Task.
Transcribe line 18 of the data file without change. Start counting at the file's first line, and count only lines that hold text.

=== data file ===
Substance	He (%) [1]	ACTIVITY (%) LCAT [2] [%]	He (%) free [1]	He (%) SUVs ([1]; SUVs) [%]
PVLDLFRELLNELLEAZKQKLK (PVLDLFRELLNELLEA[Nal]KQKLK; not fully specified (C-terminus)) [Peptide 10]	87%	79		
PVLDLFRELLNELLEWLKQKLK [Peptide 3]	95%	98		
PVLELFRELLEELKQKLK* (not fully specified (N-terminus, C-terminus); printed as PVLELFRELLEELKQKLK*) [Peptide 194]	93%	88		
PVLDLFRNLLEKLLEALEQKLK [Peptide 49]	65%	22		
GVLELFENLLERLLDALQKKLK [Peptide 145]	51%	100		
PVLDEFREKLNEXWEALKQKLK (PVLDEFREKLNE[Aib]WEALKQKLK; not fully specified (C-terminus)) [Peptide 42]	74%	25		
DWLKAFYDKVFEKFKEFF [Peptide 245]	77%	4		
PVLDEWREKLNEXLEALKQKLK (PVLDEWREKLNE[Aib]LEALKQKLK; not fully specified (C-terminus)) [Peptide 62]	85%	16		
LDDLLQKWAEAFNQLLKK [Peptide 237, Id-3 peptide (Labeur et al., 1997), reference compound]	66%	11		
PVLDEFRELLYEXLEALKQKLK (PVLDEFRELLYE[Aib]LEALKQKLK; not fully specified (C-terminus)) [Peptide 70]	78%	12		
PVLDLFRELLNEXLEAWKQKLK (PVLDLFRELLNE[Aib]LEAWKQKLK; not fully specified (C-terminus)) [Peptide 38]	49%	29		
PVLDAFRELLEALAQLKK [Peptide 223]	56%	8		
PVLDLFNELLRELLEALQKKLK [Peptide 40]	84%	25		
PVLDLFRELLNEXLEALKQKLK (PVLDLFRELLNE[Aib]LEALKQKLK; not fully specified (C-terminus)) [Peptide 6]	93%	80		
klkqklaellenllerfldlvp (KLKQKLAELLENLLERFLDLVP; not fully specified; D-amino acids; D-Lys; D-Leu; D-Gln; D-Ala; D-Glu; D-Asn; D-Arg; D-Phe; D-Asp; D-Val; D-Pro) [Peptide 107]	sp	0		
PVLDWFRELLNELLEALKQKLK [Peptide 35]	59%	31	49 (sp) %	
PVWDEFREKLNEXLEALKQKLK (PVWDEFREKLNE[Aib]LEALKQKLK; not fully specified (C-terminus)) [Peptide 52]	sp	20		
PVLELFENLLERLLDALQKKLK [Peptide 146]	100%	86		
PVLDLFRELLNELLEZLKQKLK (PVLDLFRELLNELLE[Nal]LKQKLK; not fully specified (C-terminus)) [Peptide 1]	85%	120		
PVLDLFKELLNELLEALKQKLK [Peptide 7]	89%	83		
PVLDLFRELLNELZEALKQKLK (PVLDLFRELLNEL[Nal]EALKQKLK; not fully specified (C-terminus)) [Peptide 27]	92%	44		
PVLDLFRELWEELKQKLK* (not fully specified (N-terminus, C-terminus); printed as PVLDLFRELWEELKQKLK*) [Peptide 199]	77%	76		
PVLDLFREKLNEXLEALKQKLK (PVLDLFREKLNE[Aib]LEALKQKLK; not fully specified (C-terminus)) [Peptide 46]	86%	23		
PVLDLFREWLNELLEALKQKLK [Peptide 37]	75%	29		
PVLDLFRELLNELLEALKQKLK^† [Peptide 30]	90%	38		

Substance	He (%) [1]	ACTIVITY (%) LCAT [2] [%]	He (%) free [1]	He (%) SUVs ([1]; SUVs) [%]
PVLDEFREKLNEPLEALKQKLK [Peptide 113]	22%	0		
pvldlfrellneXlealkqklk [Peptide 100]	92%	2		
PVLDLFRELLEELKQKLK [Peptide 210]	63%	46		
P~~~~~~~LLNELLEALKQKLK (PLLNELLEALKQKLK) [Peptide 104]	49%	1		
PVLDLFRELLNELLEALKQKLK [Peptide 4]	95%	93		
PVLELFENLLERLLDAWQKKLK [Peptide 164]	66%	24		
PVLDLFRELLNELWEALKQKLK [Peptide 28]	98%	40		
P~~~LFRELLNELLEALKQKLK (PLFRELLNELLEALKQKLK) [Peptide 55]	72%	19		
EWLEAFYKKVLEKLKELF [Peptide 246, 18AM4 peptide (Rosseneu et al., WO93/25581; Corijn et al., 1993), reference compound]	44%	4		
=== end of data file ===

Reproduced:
PVWDEFREKLNEXLEALKQKLK (PVWDEFREKLNE[Aib]LEALKQKLK; not fully specified (C-terminus)) [Peptide 52]	sp	20		